B’nai B’rith Vic celebrates 70 years

31-5-15. B'nai B'rith 70th anniversary. Prof Louis Waller speakign the the guests at the GlenEira Town Hall. Photo: Paul Gardner.
31-5-15. B'nai B'rith 70th anniversary. Prof Louis Waller speakign the the guests at the GlenEira Town Hall. Photo: Paul Gardner.

B’NAI B’rith in Victoria celebrated 70 years of serving the Jewish and broader communities recently at an afternoon tea in Glen Eira Town Hall, paying tribute to the greats who have been associated with the organisation over the decades.

In a poignant moment, Emeritus Professor Ron Taft, 95, the last surviving foundation member, proposed a toast to the future success of B’nai B’rith. Recalling his introduction to the Jewish communal service organisation in 1945, he spoke of how the principles of “benevolence, brotherly and sisterly love and harmony” had endured down the generations.

Master of Ceremonies Miriam Suss introduced Emeritus Professor Louis Waller, former dean of the Monash University Law School, and a veteran driving force of B’nai B’rith, who recounted his initiation into the organisation in 1960, among a group of inductees in black ties and dinner jackets, “a parade of Jewish penguins the likes of which it’s now difficult to imagine … Today, look around you, not a black jacket or tie in sight.”

Waller said 1967 was a signal year for B’nai B’rith when it was invited by the then Victorian Jewish Board of Deputies to be part of the joint communal effort in emergency fundraising for Israel during the Six-Day War, reinvigorating the affinity between B’nai B’rith and Israel.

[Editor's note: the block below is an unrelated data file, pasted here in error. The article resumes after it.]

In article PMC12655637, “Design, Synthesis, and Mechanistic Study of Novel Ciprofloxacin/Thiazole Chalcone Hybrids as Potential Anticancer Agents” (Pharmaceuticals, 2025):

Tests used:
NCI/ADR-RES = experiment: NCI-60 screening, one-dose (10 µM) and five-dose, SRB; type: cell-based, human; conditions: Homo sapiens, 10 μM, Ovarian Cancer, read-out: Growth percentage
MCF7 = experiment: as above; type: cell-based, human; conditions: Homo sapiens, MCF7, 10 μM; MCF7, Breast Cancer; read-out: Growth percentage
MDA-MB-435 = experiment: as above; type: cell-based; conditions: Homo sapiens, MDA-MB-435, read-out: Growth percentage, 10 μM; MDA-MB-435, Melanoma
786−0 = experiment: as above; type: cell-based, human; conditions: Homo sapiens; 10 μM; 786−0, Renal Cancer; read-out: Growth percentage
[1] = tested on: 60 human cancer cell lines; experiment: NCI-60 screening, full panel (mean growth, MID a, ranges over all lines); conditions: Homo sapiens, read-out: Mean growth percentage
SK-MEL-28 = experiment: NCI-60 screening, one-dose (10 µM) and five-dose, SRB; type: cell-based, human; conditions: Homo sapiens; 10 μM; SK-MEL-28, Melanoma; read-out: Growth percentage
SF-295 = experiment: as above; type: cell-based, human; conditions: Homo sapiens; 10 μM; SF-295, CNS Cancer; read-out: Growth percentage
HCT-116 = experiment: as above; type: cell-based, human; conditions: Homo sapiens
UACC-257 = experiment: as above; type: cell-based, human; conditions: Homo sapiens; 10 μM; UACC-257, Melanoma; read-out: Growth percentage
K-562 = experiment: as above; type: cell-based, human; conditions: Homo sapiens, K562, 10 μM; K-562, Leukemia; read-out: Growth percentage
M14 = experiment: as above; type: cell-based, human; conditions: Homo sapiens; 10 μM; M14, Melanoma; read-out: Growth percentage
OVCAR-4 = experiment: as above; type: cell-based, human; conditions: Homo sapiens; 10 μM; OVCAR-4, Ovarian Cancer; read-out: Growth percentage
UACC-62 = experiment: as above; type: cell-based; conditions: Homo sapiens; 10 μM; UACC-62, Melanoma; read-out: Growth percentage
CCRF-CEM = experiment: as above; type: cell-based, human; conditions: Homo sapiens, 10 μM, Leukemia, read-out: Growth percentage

He said B’nai B’rith’s campus activities through its Hillel Foundation and its fusing of Melbourne Jews of various synagogue affiliations and cultural backgrounds have been among its greatest characteristics.

Reflecting on Australian society when the Melbourne Lodge was founded in 1945, Former Supreme Court of Victoria judge Howard Nathan recalled an era when ABC newsreaders spoke with rounded vowels and governors-general of Australia had numerous titles of the British Empire after their names. Australian society was “mean-spirited” and culturally unimaginative. “The most foreign thing Australians had ever confronted was tinned spaghetti.”

He said B’nai B’rith’s introduction into this environment, with its German-speaking Jewish refugees and postwar arrivals, proved challenging to Anglo-Australia and Anglo-Jewry. But today, with its numerous projects to aid the less fortunate and to foster human rights “B’nai B’rith has been at the forefront of chesed, human kindness”, said Nathan. B’nai B’rith has been a key component of Australian Jewry, “the most flourishing, innovative and thoroughly adjusted of any Jewish society in the world”.

Faye Dubrowin, B’nai B’rith Victoria president, honoured past executive officers, Denise Duval and Leah Black, and current executive officer Frances Stiglec, for their dedication to the organisation.


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